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Daily Dish: Let's Re-Think Pay-to-Play Junior Hockey- Canadian Junior Hockey News

Published: Monday, 26 Apr 2021  
By: Stephen Heisler, JuniorHockey.com


There is a battle brewing between a few teams over the services of one particular pay-to-play prospect. One team has the player protected and the other team has been able to attract his attention.

If we were talking about grocery stores, there would not be a problem. The customer has the right to choose between one store or the other. That decision is based on a number of factors. This includes, price, value, and, experience. 

Tier III players are all essentially customers. For some programs, the player fee provides 100% of the team's operating budget. Other teams have been able to offset that budget with income from a variety of sources.  Because of the wide spectrum of financial situations among the teams, the level of amenities and customer service can also become extremely varied.

There are a limited number of roster spots available for each team. Teams that do things the right way never struggle for players, just like the store that provides excellent customer service. Other teams always have issues trying to find players and try to attract them with association with the teams that do operate the right way.

It is time to fix the system. I understand protected lists, drafts, tenders, and the development of younger players. That is great for major juniors, Tier I, and Tier II. Who are we kidding by doing the same thing for Tier III? Sincerely, outside of the United States Hockey League, how many of these kids are going to play in the National Hockey League?  Let's take that one step further, how many of these Tier III or Pay-to-play kids are going to be able to get a free ride to college based purely on hockey?

Tier III junior hockey should be left wide open. Like the NCAA, or even the ACHA, teams should be forced into actually recruiting players. Tier III teams will have to actually deliver a decent product, experience, and player exposure.

Something else that has been bothering me is league policies that force teams into a minimum fee. Seriously? If I win the lottery and decide to dump $1.5M a year on a new team here in Orlando, I should be able to recruit an entire team of players with proven financial hardships.

 Rent in Florida is not cheap. Little Johnny and his dad simply do not get along, and now that Johnny is eighteen, he is entirely on his own. Little Johnny does not have the $10,000 needed to play on my team, so I have him prove his financial hardship and move him into the guest house with the other sixteen poor kids on the team.  They have to keep up with gardener, shovel the driveway when it snows, and clean up after themselves.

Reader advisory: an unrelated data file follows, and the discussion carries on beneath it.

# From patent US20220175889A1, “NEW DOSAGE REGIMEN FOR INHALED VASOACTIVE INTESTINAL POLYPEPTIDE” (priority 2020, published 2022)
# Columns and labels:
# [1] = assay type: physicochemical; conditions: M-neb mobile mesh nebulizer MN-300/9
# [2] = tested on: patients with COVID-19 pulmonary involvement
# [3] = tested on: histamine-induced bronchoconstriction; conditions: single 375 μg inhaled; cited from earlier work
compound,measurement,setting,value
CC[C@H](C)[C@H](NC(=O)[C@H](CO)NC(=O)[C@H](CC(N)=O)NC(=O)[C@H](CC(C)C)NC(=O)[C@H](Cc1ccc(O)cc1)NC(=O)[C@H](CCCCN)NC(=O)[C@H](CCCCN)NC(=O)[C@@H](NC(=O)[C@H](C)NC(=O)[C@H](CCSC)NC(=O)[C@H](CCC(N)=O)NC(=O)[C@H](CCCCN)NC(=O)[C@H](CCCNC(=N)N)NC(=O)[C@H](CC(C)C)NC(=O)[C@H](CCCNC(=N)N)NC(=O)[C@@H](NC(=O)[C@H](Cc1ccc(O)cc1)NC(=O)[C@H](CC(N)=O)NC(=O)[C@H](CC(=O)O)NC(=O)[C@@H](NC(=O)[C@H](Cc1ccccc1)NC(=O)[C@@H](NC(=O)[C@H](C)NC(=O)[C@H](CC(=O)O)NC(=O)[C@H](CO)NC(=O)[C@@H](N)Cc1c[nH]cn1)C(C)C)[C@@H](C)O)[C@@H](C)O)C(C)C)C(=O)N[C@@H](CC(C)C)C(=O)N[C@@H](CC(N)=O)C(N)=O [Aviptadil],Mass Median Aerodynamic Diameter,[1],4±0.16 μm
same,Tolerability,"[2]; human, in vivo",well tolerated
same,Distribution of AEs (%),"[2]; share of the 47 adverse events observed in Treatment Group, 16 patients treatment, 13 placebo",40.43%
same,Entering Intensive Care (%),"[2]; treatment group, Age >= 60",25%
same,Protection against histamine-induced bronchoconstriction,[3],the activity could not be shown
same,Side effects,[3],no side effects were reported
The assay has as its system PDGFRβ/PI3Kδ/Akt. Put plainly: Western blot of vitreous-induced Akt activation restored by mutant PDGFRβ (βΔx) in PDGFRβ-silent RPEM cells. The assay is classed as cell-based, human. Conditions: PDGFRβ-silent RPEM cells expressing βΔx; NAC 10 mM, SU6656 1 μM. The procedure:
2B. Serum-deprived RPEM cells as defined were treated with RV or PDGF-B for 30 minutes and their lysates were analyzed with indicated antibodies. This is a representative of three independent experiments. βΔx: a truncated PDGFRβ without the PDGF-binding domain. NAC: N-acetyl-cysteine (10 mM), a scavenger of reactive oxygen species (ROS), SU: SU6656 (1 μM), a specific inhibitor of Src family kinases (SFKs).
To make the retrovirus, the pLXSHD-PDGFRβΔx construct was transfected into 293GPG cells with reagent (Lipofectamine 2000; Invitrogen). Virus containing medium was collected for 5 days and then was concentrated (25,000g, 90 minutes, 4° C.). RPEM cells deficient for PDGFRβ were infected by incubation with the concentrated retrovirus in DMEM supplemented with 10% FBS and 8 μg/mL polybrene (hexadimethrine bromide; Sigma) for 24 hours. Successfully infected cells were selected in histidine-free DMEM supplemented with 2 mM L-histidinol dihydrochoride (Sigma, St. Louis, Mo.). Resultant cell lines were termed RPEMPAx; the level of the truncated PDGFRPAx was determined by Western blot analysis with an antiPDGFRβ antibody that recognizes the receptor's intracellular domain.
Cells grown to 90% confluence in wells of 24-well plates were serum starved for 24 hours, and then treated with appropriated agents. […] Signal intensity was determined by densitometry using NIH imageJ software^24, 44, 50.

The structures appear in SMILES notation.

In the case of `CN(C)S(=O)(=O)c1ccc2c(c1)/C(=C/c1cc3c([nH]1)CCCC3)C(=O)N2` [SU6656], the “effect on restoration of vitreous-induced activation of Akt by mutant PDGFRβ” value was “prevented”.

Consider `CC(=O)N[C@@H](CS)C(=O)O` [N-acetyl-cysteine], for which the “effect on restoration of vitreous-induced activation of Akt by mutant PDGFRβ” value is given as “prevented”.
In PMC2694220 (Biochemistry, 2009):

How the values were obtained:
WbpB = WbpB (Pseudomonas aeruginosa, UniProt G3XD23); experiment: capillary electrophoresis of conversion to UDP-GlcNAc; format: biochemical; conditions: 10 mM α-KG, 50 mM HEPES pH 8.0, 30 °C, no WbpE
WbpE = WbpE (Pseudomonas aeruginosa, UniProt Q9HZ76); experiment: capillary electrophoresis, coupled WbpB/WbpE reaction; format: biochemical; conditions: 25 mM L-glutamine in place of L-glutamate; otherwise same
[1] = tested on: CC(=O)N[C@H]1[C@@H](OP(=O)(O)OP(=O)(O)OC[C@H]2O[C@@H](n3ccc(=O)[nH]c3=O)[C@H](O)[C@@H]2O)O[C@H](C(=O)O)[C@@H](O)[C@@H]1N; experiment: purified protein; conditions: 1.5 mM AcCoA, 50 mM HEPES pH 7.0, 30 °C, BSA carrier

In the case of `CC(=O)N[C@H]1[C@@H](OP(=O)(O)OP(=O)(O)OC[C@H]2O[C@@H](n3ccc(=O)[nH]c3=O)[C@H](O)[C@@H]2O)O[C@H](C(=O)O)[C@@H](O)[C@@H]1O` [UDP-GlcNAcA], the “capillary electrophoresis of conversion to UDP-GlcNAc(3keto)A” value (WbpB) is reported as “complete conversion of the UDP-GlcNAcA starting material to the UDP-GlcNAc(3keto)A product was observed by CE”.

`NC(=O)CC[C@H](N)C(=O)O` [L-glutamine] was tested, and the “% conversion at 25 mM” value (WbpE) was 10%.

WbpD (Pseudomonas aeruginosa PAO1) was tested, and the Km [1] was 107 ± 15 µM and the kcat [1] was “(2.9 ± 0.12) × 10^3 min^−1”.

How many eighteen year-olds do not suffer from a financial hardship?

The junior council and leagues do not make such a huge deal out of this to protect the players' NCAA eligibility; they do it to keep the rich guys from buying a championship team. In reality, the NCAA could not care less.

If a team can cover an entire budget without a player fee, why in the heck would we not let them?  Because that would not be fair to the other teams? 

I want to see a system where players get the best deal they can, and teams are allowed to do the best that they can for the players. It is true; there is a big difference between the Universities of Florida and Kentucky. Sure both schools are in the same league, but their programs are on two separate planets. Teams that want to compete with the Gators need to step up, improve amenities, and win players based on the reputation of the program.

Tier III Junior hockey should operate the same way.

Author: Stephen Heisler from JuniorHockey.com
Stephen Heisler has spent a lifetime in the game of hockey. Stephen is also working with individual teams, coaches, and players as a director with Victorious Hockey Company. Stephen, his wife Deysi, and four children reside in Orlando, Florida.


* Disclaimer: This site may contain advice, opinions and statements from various authors and information providers. Views expressed in this article reflect the personal opinion of the author, Stephen Heisler, and not necessarily the views of JuniorHockey.ca. JuniorHockey.ca does not represent or endorse the accuracy or reliability of any advice, opinion, statement or other info provided in the article, or from any other member of this site.
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